How we designed a mobile app to empower and educate employees to become better brand ambassadors
Ramy El-Refai | Emily Reagan | AJ Seiden
Time frame
4 week-long sprints
Sketch | Marvel | InVision
UX Designer
Key Deliverables
Research Plan | User personas | Wireframes | Interactive prototype

Our challenge

Constellation Brands (CBI) is a Fortune 500 beverage alcohol company with over 8000 employees serving over 100 brands to more than 9 million customers. We partnered with their Digital Innovation team to help them to redesign and improve upon their existing Ambassador App, an internal application created to empower their employees to act like an owner. CBI employees should be able and excited to support their accounts, enjoy their brands, and act as brand ambassadors - and would use the Ambassador app to do so.

The App as it currently existed was an MVP, built on the design of an existing sales application. It functioned as a portfolio- and accounts-focused mobile app with a map interface showing accounts that sell CBI products, with a directions feature and a rudimentary filtering system. CBI tasked us to conduct user research to learn what else this app could do, keeping in mind that the user base of the original sales application (the sales team) was radically different than the user base of the Ambassador App (all CBI employees), and to design screens and interactions to reflect this research.

Understanding CBI and the market

To begin our research, we did some domain research on the beverage alcohol industry and had an initial meeting with our stakeholders. Here, we heard that CBI wanted to focus on two key user groups:


Young professionals - employees at the beginning of their careers who go out to bars and restaurants often


Directors and above - seasoned employees who travel for work and expense their meals
CBI also wanted to make sure we knew that there are two separate scenarios for employees using the Ambassador app to consider:


On Premise - locating venues where customers consume the products on premise, such as bars and restaurants


Off Premise- locating venues where customers purchase products and then takes them to consume off premise, like grocery and liquor stores
We took a look at competitors (such as Yelp, UnTappd, and Distiller) in order to learn about digital products that CBI employees might use as alternatives to the Ambassador App to meet their needs. As a result of this competitive analysis, we believe the app needs to have an element of discoverability, a complex search and filter system, detailed product information and aspects of community-building.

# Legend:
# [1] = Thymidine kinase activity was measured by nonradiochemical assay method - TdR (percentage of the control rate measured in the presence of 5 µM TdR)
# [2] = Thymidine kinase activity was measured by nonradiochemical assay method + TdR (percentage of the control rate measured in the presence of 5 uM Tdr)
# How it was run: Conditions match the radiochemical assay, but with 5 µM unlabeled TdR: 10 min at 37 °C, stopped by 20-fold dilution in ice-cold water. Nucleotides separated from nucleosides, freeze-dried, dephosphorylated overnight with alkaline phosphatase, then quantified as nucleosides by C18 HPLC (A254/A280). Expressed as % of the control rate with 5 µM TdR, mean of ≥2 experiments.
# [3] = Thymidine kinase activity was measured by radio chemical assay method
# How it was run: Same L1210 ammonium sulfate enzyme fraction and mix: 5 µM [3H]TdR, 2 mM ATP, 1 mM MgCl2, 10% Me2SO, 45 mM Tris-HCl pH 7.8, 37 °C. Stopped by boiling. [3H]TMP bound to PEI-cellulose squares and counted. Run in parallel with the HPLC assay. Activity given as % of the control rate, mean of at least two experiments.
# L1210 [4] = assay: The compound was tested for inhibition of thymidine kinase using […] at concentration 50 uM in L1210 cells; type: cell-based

Understanding the users

The users of the Ambassador app are exclusively employees, so we talked to employees who fit into the two user groups our stakeholders talked about - young professionals and directors and above. We spoke to them to learn about CBI employees' interactions with and knowledge of CBI products, learn about their social and technological behaviors, and discover how these users were currently using (or not using) the Ambassador App.
My team came away from user interviews with lots of information, so we pulled out insights on post-its and did an affinity mapping session to synthesize the big takeaways.
After talking with users, we came out with these top-level insights:
I know our beers well because I work at Ballast Point, but I don’t know much about the rest of CBI products, like our wines and spirits.

Defining the problem

From users, we found that the biggest barrier for employees to become brand ambassadors was lack of education: on the products in the company's portfolio, but also on the resources that already existed for them to self-educate.

This led to our problem statement:

Engaged Constellation Brands employees need a way to access comprehensive, updated information on all CBI products in the company's portfolio to become educated members of the CBI community.

To keep our users in mind at every step of our process, we created four design principles to guide the design: